By RICK HAYES firstname.lastname@example.org
---- — PADUCAH, Ky. — An experimental National Weather Service enhancement will be used during this thunderstorm system in an effort to better communicate severe weather threats within NWS warnings.
This is an expansion of a smaller NWS experiment that begin in Kansas and Missouri in 2012.
While the basic function of severe thunderstorm and tornado warnings will remain the same, addition enhanced information will be provided within the warning to provide additional expected “impact” information under the Impact Based Warning (IBW) system, according to Pat Spoden of the National Weather Service in Paducah, Ky.
“We’re not changing the warning system itself. The templates have been changed within our computer system,” explained Spoden. “We’re trying to change the wording to try to get people to react.”
For example, Spoden said, when there is a tornado or severe thunderstorm warning, “Our main point of emphasis is what it could do. If there is a large tornado, we can adjust the wording to say houses could be destroyed, to tell people what we actually know.” He added, “If we have confirmation of a large tornado then we can put that information more easily into communication that people can understand.”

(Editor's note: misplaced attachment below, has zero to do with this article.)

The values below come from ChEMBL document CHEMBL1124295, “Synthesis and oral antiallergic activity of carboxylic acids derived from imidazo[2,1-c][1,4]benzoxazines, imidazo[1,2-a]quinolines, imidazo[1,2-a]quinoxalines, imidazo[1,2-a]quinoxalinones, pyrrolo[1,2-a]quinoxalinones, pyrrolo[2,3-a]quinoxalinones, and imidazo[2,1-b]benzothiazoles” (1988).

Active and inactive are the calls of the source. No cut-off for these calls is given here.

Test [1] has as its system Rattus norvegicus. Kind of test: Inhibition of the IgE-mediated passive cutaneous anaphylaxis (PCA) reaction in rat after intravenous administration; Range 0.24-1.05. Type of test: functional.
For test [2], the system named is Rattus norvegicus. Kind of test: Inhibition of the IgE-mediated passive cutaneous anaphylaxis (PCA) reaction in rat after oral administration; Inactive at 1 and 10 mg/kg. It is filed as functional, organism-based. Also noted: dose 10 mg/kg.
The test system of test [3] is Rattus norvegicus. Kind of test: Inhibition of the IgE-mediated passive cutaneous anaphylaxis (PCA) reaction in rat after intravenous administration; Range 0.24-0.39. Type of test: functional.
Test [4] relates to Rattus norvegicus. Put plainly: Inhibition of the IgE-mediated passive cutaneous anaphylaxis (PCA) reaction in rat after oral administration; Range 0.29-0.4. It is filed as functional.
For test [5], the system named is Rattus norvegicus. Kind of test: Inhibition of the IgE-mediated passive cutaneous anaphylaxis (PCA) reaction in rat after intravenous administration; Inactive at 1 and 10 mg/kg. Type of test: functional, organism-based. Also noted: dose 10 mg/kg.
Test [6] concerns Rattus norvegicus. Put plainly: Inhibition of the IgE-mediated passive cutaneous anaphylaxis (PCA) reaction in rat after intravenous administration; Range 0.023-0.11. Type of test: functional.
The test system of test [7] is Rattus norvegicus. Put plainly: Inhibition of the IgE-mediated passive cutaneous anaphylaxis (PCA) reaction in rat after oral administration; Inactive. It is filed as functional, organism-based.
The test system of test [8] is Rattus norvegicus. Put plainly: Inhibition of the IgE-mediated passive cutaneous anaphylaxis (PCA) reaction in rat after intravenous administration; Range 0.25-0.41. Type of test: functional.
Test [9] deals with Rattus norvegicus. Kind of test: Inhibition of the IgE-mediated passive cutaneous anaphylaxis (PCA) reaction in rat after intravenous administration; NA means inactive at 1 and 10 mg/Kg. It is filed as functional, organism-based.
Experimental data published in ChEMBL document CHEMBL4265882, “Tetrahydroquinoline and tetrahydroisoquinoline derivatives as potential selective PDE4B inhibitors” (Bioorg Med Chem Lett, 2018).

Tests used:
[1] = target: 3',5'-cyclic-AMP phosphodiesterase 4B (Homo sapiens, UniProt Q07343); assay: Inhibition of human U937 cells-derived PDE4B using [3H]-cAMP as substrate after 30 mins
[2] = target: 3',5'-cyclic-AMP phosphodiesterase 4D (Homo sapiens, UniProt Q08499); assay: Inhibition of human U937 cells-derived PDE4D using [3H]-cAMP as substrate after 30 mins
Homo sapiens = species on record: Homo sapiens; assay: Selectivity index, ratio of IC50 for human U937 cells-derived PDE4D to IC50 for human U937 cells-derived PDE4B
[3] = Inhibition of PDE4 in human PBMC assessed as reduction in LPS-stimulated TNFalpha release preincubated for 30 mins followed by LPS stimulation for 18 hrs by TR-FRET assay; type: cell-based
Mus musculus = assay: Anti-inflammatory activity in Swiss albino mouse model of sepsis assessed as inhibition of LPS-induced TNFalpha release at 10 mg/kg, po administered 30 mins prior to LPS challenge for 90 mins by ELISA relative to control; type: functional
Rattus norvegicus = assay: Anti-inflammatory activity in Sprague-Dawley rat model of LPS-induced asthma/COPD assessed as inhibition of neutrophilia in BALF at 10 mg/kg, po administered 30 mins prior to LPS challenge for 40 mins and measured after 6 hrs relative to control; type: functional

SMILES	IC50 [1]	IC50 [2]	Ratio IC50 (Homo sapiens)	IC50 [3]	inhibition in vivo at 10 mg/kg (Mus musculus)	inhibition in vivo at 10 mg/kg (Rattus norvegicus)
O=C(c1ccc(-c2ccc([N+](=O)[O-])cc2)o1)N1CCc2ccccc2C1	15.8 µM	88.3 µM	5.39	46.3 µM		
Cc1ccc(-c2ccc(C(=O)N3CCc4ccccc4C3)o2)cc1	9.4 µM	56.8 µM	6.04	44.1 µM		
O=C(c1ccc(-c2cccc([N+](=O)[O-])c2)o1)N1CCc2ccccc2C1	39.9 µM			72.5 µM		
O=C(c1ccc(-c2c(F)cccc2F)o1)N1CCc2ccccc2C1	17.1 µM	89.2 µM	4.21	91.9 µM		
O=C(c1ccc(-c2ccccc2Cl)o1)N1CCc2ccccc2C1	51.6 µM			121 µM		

The goals, according to the NWS web site, are to provide more information through the warnings in order to facilitate improved public response and decision making, and to better meet societal needs in the most life-threatening weather events. This effort is in response to key findings from recent service assessments of devastating tornadoes in 2011, particularly the EF-5 tornado in Joplin, Mo.
Steve Lueker, Jefferson County’s EMA director, said, “This is going to a more site specific warning system, and this way people are going to be more apt to listen to it. This means they will be in the path of the storm.” He added, “It should be able to put people in the position to have more response time than they have in the past.”
The new IBW system went into effect Monday.